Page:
Hurwitz would agree that critics have a right to like and defend garbage. But competent critics have a right to tell people that Currentzis' Beethoven is terrible and that Currentzis' CD notes are ridiculous (Hurwitz read excerpts-- Beethoven's Seventh is a union of beauty and spirit, like a church built over a ruin of an ancient Greek temple. Seriously, that is what Hurwitz read out)
 

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I wish I could agree with the him "giving his opinion and that's it" assertion. This simply isn't true. He once told me if I spent less time listening to dull, lifeless performances, I'd understand where he's coming from. I'm sorry, but this doesn't strike me as someone who simply gives an opinion and that's it. I genuinely believe that what he thinks is great is truly the best there is and if you disagree, then YOU are the one who is wrong. I don't buy into this kind of adolescent ****. He's free to like what he likes and I'm free to do the same, but don't tell me what I like isn't up to your high standards when we both have same standards. We're both classical listeners and we both have our own opinions of what we like and what we listen for --- one opinion isn't above another.
Hurwitz must be inconsistent, then. There have been times when Hurwitz said that what critics say don't matter, what he says don't matter, and the point of music is entertainment.

What perspective he has probably depends on his mood.
 

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About a year ago I read an interview on presto music with Alfred Brendel, and he also said you should separate the artist from the art. He said that he wish people knew as little about composers personal lives as we know about Shakespeare. Hurwitz is not the only one who thinks like this
I agree, particularly for artists who are dead.
 

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I don’t know why anyone would listen to this guy’s YouTube channel. He’s not good looking and talks in a whiney annoying voice and never appears (to my knowledge) to back up his opinions with musical examples. Absolutely hopeless. You might just as well save the trouble and read a review rather than listening to him blather on.
He has permission from the Naxos label to play their stuff. Even then, he gets whacked with copyright infringement claims from bots (which aren't that good at identifying specific performances of instrumental music, apparently.
 

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No, Hanslick was a stuffy 19th century intellectual, not entertaining if one expects clownesque hyperbole, I fear
I know of Hanslick describing Tchaikovsky's Violin Concerto of all things as "music that stinks to the ear," and hoped that quote was representative of Hanslick's reviews. I compare it to one of Hurwitz's reviews: "[Gardiner's Brahms Third] is like a fan: it sucks and blows at the same time."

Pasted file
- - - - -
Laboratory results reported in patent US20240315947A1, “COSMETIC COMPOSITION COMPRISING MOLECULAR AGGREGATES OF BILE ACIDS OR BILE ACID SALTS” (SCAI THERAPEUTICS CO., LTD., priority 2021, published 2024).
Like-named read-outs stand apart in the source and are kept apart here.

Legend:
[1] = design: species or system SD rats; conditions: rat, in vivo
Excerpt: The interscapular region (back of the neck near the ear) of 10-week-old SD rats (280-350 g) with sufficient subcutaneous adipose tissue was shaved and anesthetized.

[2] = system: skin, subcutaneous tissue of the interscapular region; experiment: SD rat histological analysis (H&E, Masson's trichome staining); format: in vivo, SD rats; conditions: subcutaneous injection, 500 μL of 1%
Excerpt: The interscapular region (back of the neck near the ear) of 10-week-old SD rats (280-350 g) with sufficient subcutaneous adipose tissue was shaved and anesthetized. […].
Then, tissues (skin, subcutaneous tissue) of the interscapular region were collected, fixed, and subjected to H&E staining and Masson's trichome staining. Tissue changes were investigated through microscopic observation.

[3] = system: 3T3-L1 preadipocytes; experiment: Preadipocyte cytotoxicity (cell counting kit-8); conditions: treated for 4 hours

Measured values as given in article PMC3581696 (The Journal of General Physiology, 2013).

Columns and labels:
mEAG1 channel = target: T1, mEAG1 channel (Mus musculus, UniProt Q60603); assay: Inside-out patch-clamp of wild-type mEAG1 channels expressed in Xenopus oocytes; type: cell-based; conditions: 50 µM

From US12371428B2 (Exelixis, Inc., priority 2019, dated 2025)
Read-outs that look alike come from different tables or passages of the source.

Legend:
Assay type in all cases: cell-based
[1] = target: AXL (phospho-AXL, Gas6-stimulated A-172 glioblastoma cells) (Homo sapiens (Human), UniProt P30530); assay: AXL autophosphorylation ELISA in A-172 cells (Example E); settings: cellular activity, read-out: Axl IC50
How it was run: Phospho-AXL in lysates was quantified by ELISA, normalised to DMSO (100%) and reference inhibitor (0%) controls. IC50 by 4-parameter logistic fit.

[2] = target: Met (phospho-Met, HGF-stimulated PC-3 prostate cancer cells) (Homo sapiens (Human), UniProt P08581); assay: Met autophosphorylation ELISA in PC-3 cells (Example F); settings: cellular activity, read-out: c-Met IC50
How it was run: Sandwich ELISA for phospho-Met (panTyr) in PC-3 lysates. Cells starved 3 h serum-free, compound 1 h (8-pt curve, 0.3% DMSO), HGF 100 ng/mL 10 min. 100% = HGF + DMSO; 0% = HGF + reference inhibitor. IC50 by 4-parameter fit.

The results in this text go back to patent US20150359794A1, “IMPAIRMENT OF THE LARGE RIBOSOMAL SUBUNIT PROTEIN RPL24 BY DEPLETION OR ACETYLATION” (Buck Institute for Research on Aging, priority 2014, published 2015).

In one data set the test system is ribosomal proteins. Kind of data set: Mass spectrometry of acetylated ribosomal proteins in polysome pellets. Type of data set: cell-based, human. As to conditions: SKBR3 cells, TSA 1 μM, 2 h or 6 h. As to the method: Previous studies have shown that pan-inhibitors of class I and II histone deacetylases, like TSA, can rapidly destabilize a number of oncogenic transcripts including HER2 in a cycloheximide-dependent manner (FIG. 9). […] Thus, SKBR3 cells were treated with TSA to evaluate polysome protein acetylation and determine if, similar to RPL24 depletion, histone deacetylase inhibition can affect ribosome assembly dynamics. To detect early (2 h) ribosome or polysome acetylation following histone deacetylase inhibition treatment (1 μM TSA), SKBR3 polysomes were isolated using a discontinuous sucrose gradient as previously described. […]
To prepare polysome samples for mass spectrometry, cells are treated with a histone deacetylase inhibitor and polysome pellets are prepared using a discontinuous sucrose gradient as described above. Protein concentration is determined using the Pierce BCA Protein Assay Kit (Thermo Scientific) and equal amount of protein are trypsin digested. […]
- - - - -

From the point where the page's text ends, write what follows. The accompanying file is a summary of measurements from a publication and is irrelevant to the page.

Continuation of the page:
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Hurwitz is a somewhat rare figure in the CM realm but would be a familiar, nay, well-established figure in science - a populariser. It requires a special talent. David Berlinsky may not be the greatest scientist ever, but if a layman wishes to grasp the basics of string theory he is the one to read. If you are a CM beginner, who can you turn to, apart from Hurwitz, to explain the basics of Haydn symphonies in an easily digestible manner? I hesitate to name one. And he does so in a specifically American cheerful middle-brow way. However, after a while, one notices a very nasty, often vicious underlying streak to a good part of his presentations. For me, Hurwitz is a CM McDonald's - fun at first, especially if you are a teenager, but primitive and unhealthy in the end.
I am an inexperienced collector, expanding my CD collection and musical library after listening to much of the repertoire. Would experienced listeners benefit from his lists of THE BEST recordings to expand their collections? He has an absurd amount of CDs, and he doesn't give bad recommendations for his BEST, does he? Only steers the listener from both bad and well-regarded recordings.
 

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He is biased towards American orchestras and orchestral music in general, but to the extent he recommends several well-known recordings his videos can be informative. Unfortunately due to his ego he deletes many of the comments, which could provide additional sources of information for the beginner. So he not only presents a biased perspective but he also seeks to eliminate alternative viewpoints. That’s his worst trait. He pretends to speak for all of classical music when in reality he does not. He wants his truth to be seen as THE truth.
I don't see much of a problem with Hurwitz ruining classical music for the beginners, as long as he a) doesn't control all the CM information sources, and b) does not recommend crap recordings. Beginners who keep an interest would develop their own tastes over time. For example, in his relatively rare Baroque repertoire videos (and even in a couple Romantic repertoire videos) he recommends period instrument recordings. Many beginners who try out them might find they like the period instrument aesthetic.
 

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Nothing but love for Hurwitz. His straightforward takes are usually spot on. And anyone with intelligence and a modicum of taste can sort the astute judgements from his admitted biases. Kudos.
Well, there's the deliberately provocative Classical Music's Top Ten Dirtiest Secrets...